Tshemeriski (Chemeriski), Alexander
TSHEMERISKI (Chemeriski), ALEXANDER
TSHEMERISKI (Chemeriski), ALEXANDER (Solomon ; 1880–193?), leading member of the Russian *Bund and later of the *Yevsektsiya in the Soviet Union. Born in Bar, Podolia, in the late 1890s Tshemeriski worked as a photographer in Minsk, and ranked among the activists of the Bund. In 1901 he was among the founders of the *Independent Jewish Workers Party. When the party was liquidated, he once more became a revolutionary and conducted illegal propaganda among the peasants. After he addressed a letter of "confession" to the central committee of the Bund, however, he was again accepted within its ranks. As a committee member of the Bund in Lodz, he played an important role in the 1905 Revolution. During the years 1908–10 he was exiled to Siberia. Upon his return, he was the delegate for Lodz at the eighth (Lemberg, 1910) and ninth (Vienna, 1912) conferences of the Bund. He also represented Jewish workers of Lodz at the all-Russian convention of craftsmen (St. Petersburg, 1911), after which he was again arrested. During World War i he lived in Vienna and Geneva. Upon his return to Russia, he was arrested, but set free after the February revolution (1917). Tshemeriski was co-opted as a member of the central committee of the Bund, active in Yekaterinoslav (Dnepropetrovsk) and Kiev, and became a member of the central executive of the trade unions of Ukraine. At the 11th conference of the Bund (March 1919), having been nominated as a candidate for the central committee, he rapidly turned to the Bolsheviks and participated in the foundation of the "Komfarbund," which was the result of merging the "Kombund" with the United Jewish Communist Party (May 1919). At first a member of the head office of the Yevsektsiya in the Ukraine, he was subsequently appointed member of the central bureau of the Yevsektsiya and its secretary (1920). He wrote for Emes and was active in social and economic reconstruction and education among the Jews. In the mid-1930s he was arrested and tried on charges which included his previous affiliation to the "Independents." He apparently died in prison. Tshemeriski published memoirs in Krasny Arkhiv, no. 1 (1922), on the "Independents," and in Royte Bleter (1929), on his activities in Lodz in 1905. His publications of the Soviet period are listed in Ch. Shmeruk (ed.), Pirsumim Yehudiyyim be-Verit ha-Mo'aẓot (1961), index.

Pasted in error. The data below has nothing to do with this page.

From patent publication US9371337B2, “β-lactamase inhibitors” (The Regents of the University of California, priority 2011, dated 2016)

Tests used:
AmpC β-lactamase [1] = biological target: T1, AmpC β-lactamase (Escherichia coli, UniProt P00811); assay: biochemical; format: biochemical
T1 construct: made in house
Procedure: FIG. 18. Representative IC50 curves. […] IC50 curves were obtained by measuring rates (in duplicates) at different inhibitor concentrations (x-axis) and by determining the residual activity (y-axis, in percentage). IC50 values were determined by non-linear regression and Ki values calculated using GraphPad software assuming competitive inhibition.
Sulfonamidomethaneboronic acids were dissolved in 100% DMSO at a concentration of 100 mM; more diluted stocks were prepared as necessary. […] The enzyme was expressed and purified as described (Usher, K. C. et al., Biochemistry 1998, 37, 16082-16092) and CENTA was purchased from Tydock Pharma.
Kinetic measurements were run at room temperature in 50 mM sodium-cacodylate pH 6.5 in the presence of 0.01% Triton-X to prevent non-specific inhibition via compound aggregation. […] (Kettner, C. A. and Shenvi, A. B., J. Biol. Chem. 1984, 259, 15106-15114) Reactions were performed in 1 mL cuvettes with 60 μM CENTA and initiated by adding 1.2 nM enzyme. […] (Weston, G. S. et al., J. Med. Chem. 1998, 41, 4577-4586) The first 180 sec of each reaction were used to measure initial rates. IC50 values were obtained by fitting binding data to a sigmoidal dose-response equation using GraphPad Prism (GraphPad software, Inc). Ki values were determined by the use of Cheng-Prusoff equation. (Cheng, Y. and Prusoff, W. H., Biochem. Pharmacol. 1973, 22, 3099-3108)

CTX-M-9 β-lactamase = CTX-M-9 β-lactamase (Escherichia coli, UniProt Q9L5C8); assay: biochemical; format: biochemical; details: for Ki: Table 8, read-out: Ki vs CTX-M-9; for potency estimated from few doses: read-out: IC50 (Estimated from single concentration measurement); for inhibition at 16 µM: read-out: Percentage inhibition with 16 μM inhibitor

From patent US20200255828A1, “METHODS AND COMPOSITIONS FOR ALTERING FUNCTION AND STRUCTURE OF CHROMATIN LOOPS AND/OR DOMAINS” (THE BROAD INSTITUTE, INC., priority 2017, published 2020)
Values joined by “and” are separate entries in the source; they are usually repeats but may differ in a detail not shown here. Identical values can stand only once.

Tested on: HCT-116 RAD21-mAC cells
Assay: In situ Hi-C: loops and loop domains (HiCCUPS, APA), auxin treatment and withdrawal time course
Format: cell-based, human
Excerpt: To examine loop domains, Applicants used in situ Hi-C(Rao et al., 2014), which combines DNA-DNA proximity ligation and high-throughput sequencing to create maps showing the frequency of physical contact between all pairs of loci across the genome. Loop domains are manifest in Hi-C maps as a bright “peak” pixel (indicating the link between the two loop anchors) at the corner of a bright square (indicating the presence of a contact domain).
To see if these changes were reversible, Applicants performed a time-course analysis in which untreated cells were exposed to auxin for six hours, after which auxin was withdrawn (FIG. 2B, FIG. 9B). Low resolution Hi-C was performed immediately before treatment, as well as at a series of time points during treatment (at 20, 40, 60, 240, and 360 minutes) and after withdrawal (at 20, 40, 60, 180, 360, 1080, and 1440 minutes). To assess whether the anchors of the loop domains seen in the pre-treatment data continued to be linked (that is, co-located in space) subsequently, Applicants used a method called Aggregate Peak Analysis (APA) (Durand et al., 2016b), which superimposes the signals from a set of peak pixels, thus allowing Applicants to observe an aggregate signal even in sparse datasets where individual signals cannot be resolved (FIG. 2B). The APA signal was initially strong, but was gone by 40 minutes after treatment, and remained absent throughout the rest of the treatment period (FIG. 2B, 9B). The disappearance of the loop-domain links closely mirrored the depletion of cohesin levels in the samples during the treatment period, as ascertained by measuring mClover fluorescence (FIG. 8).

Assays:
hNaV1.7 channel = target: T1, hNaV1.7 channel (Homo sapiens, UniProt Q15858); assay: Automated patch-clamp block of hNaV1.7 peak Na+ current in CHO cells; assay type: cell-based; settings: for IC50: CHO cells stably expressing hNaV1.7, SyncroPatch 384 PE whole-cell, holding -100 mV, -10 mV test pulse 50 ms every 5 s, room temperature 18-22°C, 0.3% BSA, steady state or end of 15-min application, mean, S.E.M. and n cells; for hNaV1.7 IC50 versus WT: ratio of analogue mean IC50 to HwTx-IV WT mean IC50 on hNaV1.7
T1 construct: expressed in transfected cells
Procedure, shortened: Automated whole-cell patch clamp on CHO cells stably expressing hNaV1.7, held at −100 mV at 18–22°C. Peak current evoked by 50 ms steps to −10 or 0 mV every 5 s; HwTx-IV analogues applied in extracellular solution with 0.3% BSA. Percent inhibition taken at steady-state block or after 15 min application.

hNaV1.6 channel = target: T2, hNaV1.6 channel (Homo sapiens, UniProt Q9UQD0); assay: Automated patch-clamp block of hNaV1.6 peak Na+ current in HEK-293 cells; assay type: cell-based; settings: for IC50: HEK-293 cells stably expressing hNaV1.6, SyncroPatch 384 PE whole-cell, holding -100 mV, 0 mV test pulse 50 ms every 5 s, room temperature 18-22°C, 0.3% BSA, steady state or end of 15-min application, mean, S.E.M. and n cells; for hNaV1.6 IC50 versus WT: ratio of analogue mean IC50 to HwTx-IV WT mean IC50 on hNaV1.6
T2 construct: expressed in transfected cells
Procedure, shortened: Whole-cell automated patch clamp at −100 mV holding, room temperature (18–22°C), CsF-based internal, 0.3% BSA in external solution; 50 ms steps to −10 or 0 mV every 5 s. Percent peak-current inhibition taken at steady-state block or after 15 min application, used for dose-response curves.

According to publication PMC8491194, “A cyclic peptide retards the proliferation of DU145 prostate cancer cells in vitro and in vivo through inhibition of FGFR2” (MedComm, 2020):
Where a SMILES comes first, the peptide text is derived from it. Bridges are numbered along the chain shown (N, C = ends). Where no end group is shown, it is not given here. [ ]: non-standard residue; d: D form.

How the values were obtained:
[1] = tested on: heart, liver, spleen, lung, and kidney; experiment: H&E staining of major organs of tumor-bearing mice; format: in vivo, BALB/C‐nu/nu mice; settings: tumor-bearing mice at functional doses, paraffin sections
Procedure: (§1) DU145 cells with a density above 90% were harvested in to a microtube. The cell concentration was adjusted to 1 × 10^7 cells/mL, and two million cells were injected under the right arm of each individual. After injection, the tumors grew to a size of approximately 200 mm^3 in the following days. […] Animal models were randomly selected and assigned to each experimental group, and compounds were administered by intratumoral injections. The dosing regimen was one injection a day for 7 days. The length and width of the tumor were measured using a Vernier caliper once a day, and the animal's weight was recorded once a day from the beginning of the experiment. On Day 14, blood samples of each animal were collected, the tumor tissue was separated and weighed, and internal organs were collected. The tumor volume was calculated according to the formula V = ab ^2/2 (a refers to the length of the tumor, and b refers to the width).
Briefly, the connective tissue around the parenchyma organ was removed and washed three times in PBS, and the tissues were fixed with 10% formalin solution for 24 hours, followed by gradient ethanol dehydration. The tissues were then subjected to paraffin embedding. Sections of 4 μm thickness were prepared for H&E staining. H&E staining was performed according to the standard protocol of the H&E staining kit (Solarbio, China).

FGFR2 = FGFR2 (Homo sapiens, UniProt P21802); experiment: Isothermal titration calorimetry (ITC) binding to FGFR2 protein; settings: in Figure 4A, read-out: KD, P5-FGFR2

M. Altshuler (ed.), Russian Publications on Jews and Judaism in the Soviet Union 1917 – 1967 (1970), index; J.S. Hertz et al. (eds.), Geshikhte fun Bund, 3 vols. (1960–66), index; lnyl, 4 (1961), 153–4; Avram der Tate [= Leib Blekhman], Bleter fun Mayn Yugnt (1959), 179–85.